The recovered remains are currently being transported to Hickam Air Force Base, Hawaii, for a full military honors repatriation ceremony to acknowledge the ultimate sacrifice made by these Sailors. Following initial analysis at Joint POW/MIA Accounting Command, Hawaii, the remains will be turned over to the Armed Forces DNA Lab for identification and then turned over to their families for proper burial.

Killed In Action "...Newspaper Articles Relating To Recovery ..." [19AUG2004]
  • Tri City Herald
  • San Diego Union-Tribune
  • Newport NewsDaily Press
  • Fox News
  • Navy NewsStand
  • Associated Press
  • FresnoBee
  • HamptonRoads
  • Newsday

    Finding Closure: Remains Of Kennewick Woman's Husband Found 42 Years After Crash

    Tri City Herald
    This story was published Saturday, August 21st, 2004
    By John Trumbo, Herald staff writer

    Nancy Davis lost her husband 42 years ago when a Navy Neptune bomber plowed into the snow and ice on the coast of Greenland, killing all 12 people on board.

    Grover Wells, an ordnance man, was in the tail section during what was supposed to be an eight-hour mission on that blizzardlike Jan. 12, 1962, looking for Russian subs in the Denmark Strait. He was 24 and had an eight-month pregnant wife and two young daughters back in the United States.

    Two weeks after the crash, his third daughter was born.

    Davis, who remarried and now lives in Kennewick, said the recent recovery of Wells' remains brings closure and a unexpected reawakening of emotions.

    A Navy recovery team spent several days at the crash site a week ago, gathering remains of victims who had been in the ice for more than four decades.

    The Neptune battled 70-knot winds to get off the ground at the naval air station at Keflavik, Iceland, that Jan. 12. Within two hours, the airplane known as LA-9 had been blown miles off course toward Greenland's east coast.

    "I think it was probably white-out conditions," said Bob Pettway, who was in the same Navy squadron as Wells and the others, but stationed in Spain at the time. Pettway, who lives in McDonald, Tenn., has spent years bird-dogging the fate of those 12 men.

    Pettway believes the airplane flew between two mountain peaks before smashing into the Kronborg Glacier. A Navy rescue operation assumed wrongly that the Neptune went into the sea, never suspecting that it got as far as Greenland.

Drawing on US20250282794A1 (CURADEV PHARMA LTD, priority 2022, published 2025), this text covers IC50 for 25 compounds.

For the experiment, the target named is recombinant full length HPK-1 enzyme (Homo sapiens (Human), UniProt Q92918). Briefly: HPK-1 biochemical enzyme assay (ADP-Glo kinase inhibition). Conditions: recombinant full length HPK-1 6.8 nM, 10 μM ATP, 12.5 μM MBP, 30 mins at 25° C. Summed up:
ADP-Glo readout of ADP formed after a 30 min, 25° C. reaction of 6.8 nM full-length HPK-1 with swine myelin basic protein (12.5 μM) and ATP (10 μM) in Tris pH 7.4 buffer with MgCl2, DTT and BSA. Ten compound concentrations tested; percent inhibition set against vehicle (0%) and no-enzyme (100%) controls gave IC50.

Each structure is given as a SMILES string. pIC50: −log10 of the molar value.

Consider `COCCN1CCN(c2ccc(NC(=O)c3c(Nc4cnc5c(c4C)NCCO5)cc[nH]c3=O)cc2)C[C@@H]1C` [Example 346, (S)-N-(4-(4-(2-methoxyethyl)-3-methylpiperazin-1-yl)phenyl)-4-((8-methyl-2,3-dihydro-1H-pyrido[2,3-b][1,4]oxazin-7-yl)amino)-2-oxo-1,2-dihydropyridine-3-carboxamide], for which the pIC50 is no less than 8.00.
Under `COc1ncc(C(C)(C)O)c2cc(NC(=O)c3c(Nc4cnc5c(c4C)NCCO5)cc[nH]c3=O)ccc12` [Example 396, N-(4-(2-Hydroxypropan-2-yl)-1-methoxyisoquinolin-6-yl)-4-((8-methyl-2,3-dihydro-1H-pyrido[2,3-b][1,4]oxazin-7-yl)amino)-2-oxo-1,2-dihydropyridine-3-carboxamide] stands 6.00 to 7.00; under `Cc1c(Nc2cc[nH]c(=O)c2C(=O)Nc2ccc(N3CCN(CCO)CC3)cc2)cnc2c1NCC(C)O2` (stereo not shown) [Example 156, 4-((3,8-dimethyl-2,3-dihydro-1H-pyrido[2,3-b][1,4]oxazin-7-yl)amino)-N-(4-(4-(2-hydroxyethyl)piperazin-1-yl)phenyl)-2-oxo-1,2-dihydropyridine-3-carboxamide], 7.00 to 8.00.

The LA-9 wreckage sat there for five years before British geologists came upon it. A second Navy search effort in September 1966 recovered bodies of seven of the crew. Wells' remains were assumed to be among those that could not be positively identified but were brought back and buried in a group grave at Arlington National Cemetery.

    Davis, who had remarried by 1966, chose not to attend a memorial and funeral for her first husband and his crewmates because of the adverse effect it would have on their children.

    "I thought that was the end of it. I closed that part of my life," said the now-64-year-old Kennewick resident. Wells was 24 and Davis was 20 when he died.

    Davis' memories stayed buried at Arlington for 29 years, but in 1995 the tragedy came back to life when a geologist surveying the Kronborg Glacier saw the Neptune wreckage and clear evidence of more human remains.

    Pettway, retired from a career with the Secret Service, got involved when he learned via the Internet about the crash involving some of his former Navy buddies.

    "It didn't set right with me," said Pettway, who began the campaign to finish the recovery in 2000.

    Wells' youngest daughter, Diana Lynn Early of Benton City, will attend her father's funeral at Arlington National Cemetery, hoping to bring closure.